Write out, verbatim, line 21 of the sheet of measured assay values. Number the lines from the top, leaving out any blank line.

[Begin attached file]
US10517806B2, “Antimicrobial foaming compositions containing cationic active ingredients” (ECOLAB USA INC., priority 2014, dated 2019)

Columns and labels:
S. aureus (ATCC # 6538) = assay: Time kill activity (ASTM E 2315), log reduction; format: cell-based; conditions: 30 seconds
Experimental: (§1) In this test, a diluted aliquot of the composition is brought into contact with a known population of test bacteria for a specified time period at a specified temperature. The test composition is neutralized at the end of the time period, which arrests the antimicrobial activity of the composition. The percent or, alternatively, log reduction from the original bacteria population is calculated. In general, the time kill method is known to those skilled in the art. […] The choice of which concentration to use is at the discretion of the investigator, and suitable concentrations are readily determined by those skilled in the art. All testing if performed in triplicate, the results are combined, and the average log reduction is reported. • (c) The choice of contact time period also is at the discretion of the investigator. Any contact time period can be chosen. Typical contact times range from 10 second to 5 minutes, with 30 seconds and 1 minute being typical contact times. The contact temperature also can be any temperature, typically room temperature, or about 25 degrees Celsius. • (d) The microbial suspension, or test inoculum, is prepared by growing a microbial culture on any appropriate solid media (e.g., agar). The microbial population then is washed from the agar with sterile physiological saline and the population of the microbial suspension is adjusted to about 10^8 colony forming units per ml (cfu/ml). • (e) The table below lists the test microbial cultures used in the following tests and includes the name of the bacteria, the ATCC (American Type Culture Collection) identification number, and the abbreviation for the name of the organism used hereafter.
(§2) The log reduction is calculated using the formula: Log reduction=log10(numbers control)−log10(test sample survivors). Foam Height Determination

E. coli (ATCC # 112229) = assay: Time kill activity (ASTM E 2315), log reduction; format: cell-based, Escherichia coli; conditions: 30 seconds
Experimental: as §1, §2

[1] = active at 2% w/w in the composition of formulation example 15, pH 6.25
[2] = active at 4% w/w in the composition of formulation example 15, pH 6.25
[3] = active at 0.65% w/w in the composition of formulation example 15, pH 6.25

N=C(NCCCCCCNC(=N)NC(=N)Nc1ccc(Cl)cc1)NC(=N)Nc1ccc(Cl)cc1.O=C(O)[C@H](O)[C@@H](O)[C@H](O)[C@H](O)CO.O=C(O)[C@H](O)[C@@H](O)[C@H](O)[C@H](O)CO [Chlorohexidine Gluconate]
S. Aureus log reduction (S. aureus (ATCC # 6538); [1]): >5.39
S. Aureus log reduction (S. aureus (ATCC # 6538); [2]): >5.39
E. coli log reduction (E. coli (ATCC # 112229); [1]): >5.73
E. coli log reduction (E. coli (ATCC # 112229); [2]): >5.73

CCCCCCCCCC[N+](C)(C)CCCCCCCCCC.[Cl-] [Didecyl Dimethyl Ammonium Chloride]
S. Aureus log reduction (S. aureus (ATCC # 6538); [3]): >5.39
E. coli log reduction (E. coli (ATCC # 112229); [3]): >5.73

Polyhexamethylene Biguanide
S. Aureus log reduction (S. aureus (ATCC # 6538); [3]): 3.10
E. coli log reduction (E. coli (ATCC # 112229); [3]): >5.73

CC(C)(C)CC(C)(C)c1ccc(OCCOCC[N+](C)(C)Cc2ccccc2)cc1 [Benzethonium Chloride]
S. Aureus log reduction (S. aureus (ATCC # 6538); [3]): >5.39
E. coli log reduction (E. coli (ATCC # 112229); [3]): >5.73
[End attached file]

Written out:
E. coli log reduction (E. coli (ATCC # 112229); [3]): >5.73